Ralf Schulz
By Ralf Schulz | SEO | August 12, 2014

Schema SEO 101

What is schema? Never heard of it? Schema are tiny pieces of data that make it easier for search engines to more efficiently interpret your website information. This helps Google and other engines serve the most effective and relevant results based on each user’s search query. Put simply, it determines relevancy between your onsite content and specific search terms. All of this is linked to the Schema Project, the centralized home of Schema (otherwise known as Schema.org). How does Schema work, you might ask? Schema, like other markup formats, applies microdata to web page content to define exactly how the content or information should be treated. Moz has a great explanation of how Schema.org uses rich snippets when searched in Google or other search engines. schema.org Can Schema Improve SEO and Search Rankings? Rich snippets already benefit SEO, but this isn’t only about rich snippets. At it’s core, Schema.org is about having computers, spiders, and crawling systems fully understand on-page content (and how to use it). Other systems are out there trying to do the same thing, like Silk or Apple’s Siri. Its important to understand that implementing schema in your code is not a quick and easy way to get ranked – SEO relies more on best practices that make it easier for search engines to find and display your content in the most relevant way possible. Currently using schema does not directly help you search rankings – Google has stated that using schema microdata isn’t used as a variable for ranking signals. However, using schema does benefit and improve your site’s rich snippets, which in return has the potential to help your SERP scores. Here are a few facts about schema from Bluecorona.com’s Blog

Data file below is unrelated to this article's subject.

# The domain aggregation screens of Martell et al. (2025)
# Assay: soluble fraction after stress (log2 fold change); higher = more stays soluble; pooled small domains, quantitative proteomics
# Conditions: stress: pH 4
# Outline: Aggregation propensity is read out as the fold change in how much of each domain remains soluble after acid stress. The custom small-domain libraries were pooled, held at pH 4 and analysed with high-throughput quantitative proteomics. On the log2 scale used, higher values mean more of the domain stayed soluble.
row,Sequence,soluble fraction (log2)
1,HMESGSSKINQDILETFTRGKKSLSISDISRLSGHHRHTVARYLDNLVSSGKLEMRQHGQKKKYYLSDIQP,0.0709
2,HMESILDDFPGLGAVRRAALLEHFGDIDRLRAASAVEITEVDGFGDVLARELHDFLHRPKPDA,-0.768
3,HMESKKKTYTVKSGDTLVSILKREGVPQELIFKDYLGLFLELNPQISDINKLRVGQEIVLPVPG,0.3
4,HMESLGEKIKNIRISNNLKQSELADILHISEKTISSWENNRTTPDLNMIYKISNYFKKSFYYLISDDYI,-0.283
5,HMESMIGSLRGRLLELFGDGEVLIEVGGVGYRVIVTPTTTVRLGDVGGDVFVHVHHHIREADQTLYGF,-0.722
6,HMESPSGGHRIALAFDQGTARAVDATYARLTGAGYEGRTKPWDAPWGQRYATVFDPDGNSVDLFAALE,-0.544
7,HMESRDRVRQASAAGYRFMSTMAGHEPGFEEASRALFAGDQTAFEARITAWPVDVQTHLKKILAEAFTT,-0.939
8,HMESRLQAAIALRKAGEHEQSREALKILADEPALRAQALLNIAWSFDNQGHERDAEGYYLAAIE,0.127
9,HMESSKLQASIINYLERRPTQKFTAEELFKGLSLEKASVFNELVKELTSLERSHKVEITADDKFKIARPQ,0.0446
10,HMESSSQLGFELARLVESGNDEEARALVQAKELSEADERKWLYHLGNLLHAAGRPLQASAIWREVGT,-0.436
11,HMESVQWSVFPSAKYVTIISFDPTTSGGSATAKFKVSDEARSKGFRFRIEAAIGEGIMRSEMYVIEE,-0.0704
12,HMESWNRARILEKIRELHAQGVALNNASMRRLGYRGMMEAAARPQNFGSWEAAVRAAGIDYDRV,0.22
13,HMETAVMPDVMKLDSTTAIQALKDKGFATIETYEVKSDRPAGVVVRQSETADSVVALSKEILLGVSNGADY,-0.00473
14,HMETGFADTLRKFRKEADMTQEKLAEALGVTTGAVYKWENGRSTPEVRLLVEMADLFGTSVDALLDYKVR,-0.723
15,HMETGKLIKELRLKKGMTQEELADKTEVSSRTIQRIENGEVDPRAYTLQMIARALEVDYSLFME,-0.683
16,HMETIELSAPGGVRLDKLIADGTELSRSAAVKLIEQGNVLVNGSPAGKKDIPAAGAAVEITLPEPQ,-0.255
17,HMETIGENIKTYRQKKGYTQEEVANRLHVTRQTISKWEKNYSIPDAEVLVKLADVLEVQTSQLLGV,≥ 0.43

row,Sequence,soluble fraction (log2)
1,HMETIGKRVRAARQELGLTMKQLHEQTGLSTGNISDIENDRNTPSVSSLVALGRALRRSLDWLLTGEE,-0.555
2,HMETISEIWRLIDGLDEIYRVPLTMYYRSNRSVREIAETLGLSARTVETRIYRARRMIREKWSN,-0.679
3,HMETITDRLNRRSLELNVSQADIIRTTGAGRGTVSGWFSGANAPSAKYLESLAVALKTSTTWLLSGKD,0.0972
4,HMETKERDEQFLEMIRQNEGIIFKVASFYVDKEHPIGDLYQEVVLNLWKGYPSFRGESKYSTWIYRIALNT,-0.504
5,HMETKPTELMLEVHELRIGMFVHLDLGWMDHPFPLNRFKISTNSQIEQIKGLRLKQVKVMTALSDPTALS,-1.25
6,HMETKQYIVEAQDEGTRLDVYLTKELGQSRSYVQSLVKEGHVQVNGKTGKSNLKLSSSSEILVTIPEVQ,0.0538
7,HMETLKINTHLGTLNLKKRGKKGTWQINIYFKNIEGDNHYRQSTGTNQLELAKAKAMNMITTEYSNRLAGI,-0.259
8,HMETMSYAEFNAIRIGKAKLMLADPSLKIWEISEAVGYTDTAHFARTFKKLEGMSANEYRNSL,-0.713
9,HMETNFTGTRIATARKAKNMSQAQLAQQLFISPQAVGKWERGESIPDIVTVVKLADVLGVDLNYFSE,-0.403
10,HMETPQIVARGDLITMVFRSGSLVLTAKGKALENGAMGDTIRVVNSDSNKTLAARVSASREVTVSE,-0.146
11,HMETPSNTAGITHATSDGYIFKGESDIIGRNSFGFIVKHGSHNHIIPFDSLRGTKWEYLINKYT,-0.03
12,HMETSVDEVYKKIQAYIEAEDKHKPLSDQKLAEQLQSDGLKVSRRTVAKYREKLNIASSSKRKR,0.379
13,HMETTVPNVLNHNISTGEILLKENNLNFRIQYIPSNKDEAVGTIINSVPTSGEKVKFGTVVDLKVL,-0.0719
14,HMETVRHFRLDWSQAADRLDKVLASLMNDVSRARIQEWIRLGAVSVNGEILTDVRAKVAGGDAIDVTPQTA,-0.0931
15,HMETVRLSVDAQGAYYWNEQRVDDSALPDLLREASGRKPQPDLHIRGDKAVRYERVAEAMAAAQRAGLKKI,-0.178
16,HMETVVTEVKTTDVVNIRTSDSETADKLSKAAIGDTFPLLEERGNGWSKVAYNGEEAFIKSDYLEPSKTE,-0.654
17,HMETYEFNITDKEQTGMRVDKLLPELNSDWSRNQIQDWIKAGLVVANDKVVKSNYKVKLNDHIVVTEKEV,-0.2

• Google will keep supporting rich snippets for existing content, so you don’t need to redo existing content in the new schema.org format; however, switching to the new markup format could be helpful in the long run.
  • You don’t need to mark up every single property.
  • Schema.org supports all the information types supported for microdata/microformats/RDFa.
  • If your site has content not supported by schema.org, you can use a less specific type of markup or even try to use the schema.org extension system to describe a new type.

Let me know if the comments if you have any questions about Schema.org. I’d love to get a discussion going, as this is on the cutting edge of SEO technology. Thanks for taking the time to read our blog and happy optimizing!

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